Dell Technologies has simplified the process of bootstrapping the OpenShift Container Platform 4.3 cluster. To use the simplified process, ensure that:
- The cluster is provisioned with network switches, servers, and storage.
- There is Internet connectivity to the cluster. Internet connectivity is necessary to install OpenShift Container Platform 4.3.
The deployment procedure begins with initial switch provisioning. See the OpenShift 4.3 Deployment Guide for sample switch configurations.
This step enables preparation and installation of the CSAH node, involving:
- Installation of Red Hat Enterprise Linux 7.6+
- Subscription to the necessary repositories
- Creation of an Ansible user account with sudo privileges
- Cloning of a GitHub Ansible playbook repository from the Dell ESG container repository
- Running an Ansible playbook to initiate the installation process
Dell Technologies has generated Ansible playbooks that fully prepare the CSAH node. Before the installation of the OpenShift Container Platform 4.3 cluster begins, the Ansible playbook sets up a PXE server, DHCP server, DNS server, and HTTP server. The playbook also creates ignition files to drive installation of the bootstrap, master, and worker nodes and it configures HAProxy so that the installation infrastructure is ready for the next step. The playbook presents a list of node types that must be deployed in top-down order.
Note: For enterprise sites, consider deploying appropriately hardened DHCP and DNS servers. Similarly, consider using resilient multiple-node HAProxy configuration. The Ansible playbook for this design deploys a single HAProxy instance. The CSAH Ansible playbooks in this guide are provided for reference only at the implementation stage.
The Ansible playbook creates an installconfig file that is used to control deployment of the bootstrap node. For more information, see the Dell EMC Ready Stack: Red Hat OpenShift Container Platform 4.3 Deployment Guide. An ignition configuration control file starts the bootstrap node, as shown in the following figure:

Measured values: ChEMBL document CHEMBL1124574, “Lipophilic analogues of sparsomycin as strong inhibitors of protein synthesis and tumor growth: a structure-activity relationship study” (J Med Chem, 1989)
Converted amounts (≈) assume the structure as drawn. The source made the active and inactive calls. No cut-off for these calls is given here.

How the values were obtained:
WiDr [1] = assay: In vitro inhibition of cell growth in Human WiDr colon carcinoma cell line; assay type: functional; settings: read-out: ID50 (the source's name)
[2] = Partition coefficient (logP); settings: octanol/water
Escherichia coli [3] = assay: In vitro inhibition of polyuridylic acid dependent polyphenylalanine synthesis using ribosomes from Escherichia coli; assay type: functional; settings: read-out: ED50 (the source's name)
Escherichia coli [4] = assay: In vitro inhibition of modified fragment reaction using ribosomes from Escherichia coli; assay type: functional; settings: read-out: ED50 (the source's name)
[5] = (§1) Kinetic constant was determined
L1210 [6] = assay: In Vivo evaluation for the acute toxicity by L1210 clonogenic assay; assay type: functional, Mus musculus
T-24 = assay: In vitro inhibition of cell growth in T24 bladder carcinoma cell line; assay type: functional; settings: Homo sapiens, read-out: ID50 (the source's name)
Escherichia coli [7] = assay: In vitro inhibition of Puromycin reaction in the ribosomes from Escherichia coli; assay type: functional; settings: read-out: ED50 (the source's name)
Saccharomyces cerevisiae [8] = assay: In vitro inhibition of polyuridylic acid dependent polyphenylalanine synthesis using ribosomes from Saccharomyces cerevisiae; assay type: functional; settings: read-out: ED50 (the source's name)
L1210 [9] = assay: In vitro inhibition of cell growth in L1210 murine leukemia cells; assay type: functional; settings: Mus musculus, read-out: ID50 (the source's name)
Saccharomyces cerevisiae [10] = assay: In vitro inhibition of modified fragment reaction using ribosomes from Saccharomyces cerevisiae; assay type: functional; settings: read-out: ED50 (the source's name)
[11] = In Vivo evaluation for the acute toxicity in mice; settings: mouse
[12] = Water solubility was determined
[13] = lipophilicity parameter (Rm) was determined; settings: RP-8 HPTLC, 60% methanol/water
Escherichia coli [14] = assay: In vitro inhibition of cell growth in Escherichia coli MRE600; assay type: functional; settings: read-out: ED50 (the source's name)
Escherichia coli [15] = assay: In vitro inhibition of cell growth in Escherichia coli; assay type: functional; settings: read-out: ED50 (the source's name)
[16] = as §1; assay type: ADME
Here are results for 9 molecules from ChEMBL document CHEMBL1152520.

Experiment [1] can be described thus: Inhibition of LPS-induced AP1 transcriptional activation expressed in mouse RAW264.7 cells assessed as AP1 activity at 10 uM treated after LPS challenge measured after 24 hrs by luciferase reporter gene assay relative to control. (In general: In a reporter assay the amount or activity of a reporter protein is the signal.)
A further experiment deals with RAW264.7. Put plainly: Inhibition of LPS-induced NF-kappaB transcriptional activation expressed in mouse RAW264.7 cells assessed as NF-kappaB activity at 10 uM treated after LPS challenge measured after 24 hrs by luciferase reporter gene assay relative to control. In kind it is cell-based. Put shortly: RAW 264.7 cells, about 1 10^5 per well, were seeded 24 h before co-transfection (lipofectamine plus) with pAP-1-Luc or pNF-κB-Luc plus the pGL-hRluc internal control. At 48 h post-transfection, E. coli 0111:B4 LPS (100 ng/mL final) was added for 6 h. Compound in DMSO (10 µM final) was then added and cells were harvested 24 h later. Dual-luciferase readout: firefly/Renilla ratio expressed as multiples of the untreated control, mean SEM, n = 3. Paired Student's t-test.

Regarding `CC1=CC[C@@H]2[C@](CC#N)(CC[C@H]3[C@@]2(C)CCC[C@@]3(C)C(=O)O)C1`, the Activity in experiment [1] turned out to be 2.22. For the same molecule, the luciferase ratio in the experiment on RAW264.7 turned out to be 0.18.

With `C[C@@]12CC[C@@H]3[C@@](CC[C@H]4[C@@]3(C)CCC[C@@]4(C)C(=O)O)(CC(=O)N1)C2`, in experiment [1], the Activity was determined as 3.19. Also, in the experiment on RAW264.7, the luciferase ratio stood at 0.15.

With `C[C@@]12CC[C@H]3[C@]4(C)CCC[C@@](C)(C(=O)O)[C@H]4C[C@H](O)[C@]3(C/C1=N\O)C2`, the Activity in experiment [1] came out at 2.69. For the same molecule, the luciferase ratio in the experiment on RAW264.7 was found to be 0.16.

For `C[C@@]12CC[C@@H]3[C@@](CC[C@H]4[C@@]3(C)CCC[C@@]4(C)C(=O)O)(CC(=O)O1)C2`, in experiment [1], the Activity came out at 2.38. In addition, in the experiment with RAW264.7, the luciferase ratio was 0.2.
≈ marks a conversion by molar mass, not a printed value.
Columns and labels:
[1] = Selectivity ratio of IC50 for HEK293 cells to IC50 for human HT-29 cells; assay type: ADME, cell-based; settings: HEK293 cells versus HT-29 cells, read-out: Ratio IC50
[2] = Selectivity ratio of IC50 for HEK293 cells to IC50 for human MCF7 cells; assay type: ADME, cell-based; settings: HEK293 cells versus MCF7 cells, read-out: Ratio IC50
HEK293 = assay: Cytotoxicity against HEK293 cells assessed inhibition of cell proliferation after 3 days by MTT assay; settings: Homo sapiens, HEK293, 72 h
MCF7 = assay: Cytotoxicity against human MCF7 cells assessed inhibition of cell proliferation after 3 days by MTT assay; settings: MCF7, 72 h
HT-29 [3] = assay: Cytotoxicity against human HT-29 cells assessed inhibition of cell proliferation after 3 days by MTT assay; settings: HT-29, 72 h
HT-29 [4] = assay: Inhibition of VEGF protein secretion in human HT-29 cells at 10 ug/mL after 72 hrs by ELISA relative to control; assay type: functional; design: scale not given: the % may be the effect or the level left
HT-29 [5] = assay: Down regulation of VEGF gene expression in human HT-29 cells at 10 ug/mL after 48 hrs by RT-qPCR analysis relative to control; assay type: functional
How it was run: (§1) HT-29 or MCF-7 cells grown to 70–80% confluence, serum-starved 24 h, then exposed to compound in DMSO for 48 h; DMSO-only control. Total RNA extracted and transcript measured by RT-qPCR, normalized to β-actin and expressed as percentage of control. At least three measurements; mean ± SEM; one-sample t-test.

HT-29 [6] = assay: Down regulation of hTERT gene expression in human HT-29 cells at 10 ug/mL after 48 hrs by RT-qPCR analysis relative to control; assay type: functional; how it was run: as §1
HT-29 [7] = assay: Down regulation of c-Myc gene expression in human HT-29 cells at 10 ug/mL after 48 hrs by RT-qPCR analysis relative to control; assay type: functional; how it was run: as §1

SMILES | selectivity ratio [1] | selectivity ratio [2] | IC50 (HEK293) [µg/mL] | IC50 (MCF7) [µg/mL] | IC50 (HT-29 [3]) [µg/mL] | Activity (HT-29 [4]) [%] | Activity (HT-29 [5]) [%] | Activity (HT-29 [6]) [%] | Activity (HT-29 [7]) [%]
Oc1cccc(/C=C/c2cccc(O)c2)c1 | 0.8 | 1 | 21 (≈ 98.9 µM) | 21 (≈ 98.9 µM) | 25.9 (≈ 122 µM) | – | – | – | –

Figure 2. OpenShift Container Platform 4.3 installation workflow: Creating the bootstrap, master, and worker nodes
Note: An installation that is driven by ignition configuration generates security certificates that expire after 24 hours. You must install the cluster before the certificates expire, and the cluster must operate in a viable (nondegraded) state so that the first certificate rotation can be completed.
The cluster bootstrapping process includes the following phases:
- After startup, the bootstrap node creates the resources that are needed to start the master nodes. Do not interrupt this process.
- The master nodes pull resource information from the bootstrap node to bring them up into a viable state. This resource information is used to form the etcd control plane cluster.
- The bootstrap node instantiates a temporary Kubernetes control plane that is under etcd control.
- A temporary control plane loads the application workload control plane to the master nodes.
- The temporary control plane is shut down, handing control over to the now viable control plane operating on the master nodes.
- OpenShift Container Platform components are pulled into the control of the master nodes.
- The bootstrap node is shut down.
The master node (control plane) now drives creation and instantiation of the worker nodes.
- The control plane adds operator-based services to complete the deployment of the OpenShift Container Platform ecosystem.
The cluster is now viable and can be placed into service in readiness for Day 2 operations. You can expand the cluster by adding worker nodes. See the OpenShift 4.3 Deployment Guide for adding additional worker nodes.